Big Balls Ben
It should go without saying that your £32.5 million striker should regularly be winning you matches, but recent events have dictated that Christian Benteke has seen out most games on the bench rather than the pitch. The Belgian replaced Divock Origi upfront for the last ten minutes, and he impacted the game positively; something we haven’t been able to say about him for a while. By winning Liverpool a penalty in the dying seconds of the game, Big Ben set up a controversial finish. And scoring it sealed the deal. Watching on TV on the other side of London, my heart was pounding and I could barely watch. Fortunately for Liverpool, Benteke grew a brass pair at that particularly vital moment. Never will you see a more coolly taken penalty. And when you think of all the criticism that he has had to endure of late, leaving him devoid of all confidence, it makes it all the more special.
Importance Of The Comeback
My reason for reliving the Crystal Palace game isn’t to provide you all with a match report or purely to gloat, but to highlight the fight Jurgen’s boys have been showing of late. We have had glimpses of it from the late equalisers against West Bromwich Albion and Arsenal, to stealing a win from Norwich in stoppage time after going 3-1 down. The Capital One Cup final defeat, although bitterly disappointing, also saw the Reds show some battling qualities after conceding to City. I’m not suggesting for a second that Klopp has sprinkled his magic dust over the squad, as some bitter defeats disprove this theory. What is happening is that the same conversation has been cropping up again and again lately; about that fight, about that spirit.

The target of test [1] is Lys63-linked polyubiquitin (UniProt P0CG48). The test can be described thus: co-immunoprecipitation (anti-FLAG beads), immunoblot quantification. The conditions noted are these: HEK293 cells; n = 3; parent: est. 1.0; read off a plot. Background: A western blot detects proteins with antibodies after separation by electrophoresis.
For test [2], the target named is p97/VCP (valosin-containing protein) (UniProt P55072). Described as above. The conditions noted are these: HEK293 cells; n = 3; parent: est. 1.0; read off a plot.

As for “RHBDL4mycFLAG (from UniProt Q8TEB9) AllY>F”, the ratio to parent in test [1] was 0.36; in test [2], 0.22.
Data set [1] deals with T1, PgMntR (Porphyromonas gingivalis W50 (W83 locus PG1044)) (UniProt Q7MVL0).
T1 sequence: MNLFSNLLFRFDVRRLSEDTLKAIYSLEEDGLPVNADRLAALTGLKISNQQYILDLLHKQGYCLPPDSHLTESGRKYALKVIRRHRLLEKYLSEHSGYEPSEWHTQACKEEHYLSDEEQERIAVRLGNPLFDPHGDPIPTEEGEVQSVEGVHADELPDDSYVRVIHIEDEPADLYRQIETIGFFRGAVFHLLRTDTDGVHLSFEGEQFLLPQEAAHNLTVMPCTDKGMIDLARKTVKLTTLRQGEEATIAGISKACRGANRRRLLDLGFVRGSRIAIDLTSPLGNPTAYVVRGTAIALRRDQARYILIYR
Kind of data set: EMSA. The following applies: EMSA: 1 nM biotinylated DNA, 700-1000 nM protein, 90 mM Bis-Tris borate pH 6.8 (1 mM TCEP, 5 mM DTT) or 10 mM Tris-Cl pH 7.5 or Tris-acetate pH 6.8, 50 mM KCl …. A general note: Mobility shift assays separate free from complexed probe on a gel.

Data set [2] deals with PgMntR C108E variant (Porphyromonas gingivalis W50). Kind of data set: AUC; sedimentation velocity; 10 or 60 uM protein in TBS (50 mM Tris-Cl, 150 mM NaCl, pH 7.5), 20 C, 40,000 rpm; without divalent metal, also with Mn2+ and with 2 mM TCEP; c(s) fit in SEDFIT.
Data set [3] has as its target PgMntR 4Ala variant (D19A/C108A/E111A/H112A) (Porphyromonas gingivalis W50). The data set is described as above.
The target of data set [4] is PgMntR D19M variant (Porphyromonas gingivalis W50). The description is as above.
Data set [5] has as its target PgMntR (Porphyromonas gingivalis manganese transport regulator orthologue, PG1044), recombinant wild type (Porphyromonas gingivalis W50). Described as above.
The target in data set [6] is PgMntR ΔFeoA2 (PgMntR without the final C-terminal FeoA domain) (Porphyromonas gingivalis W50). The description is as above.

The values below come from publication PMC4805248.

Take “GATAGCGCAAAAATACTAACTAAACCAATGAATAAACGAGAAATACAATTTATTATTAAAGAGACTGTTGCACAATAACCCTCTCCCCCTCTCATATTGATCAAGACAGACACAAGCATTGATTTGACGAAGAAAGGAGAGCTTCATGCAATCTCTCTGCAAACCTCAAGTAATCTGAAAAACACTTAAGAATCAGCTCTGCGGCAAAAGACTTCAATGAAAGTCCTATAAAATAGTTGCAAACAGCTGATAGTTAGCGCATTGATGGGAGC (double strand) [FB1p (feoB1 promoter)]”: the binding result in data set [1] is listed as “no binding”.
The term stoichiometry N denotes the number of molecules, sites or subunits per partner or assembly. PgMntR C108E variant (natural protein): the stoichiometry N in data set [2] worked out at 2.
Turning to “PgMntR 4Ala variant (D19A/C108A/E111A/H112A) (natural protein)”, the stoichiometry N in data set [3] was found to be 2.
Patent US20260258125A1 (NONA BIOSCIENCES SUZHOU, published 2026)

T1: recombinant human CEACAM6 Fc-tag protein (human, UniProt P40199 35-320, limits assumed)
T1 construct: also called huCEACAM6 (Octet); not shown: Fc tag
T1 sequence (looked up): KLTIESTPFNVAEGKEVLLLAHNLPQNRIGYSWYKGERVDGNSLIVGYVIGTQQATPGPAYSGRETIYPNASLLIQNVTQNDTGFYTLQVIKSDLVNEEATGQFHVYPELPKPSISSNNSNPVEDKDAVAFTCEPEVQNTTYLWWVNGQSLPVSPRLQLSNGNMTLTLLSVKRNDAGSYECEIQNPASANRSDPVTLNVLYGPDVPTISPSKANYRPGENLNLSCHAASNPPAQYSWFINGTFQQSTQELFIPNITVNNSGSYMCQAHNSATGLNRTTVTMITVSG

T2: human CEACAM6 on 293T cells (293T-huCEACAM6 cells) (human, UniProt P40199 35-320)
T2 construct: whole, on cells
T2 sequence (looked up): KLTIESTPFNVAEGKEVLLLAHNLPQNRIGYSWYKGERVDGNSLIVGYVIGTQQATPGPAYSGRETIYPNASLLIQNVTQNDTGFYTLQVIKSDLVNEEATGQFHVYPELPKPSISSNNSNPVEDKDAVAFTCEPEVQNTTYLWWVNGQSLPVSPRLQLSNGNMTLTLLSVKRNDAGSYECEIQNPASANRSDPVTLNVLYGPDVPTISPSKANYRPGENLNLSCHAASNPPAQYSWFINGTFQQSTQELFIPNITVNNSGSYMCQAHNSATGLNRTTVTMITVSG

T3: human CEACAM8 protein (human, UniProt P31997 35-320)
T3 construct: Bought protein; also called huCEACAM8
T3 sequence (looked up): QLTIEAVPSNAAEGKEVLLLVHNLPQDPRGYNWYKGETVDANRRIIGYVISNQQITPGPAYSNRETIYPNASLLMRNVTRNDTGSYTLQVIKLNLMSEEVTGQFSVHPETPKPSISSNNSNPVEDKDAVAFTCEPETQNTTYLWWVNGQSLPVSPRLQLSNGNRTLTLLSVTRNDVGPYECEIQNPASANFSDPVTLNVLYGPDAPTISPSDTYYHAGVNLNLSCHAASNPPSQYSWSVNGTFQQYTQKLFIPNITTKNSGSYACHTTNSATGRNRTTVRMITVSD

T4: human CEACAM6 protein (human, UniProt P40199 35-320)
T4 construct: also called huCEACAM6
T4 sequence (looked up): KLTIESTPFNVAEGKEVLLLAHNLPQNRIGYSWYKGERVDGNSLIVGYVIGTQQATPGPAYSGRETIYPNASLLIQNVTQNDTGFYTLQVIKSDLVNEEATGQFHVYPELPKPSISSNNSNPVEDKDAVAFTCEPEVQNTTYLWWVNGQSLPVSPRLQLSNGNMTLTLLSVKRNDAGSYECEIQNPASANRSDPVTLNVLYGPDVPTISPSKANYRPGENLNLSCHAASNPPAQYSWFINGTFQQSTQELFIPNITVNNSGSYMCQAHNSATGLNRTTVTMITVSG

Although it’s very easy to attribute this apparent improvement in character to one man, that is exactly what I shall do. The arrival of a new manager always seems to coincide with a spike in form for any team and the initial euphoria surrounding Jurgen Klopp’s appointment certainly supported this. But the Reds have had to endure some seriously tough moments with the odd exceptional performance thrown in. Ironically, the only consistency Liverpool have shown is inconsistency. However, the one thing that cannot be questioned lately is the team’s spirit; an attribute that was constantly absent last season and at the beginning of this one. There’s no doubting that the introduction of a passionate and flamboyant individual, such as Klopp, would have an effect on any group of people. His almost fanatical appetite for football is infectious and the players are showing signs of it too. In music (and psychology) this phenomenon is known as ‘sympathetic resonance’ where ‘one plucked string causes another to resonate in sympathy’. Like the string, human emotions cause vibrations which then affect people around us or cause our vibes to ‘rub off’ on others; much like Klopp’s personality is positively impacting the players. His determined approach has filled them with the belief that they can win well and grind out results when needed. Turning them from doubters to believers.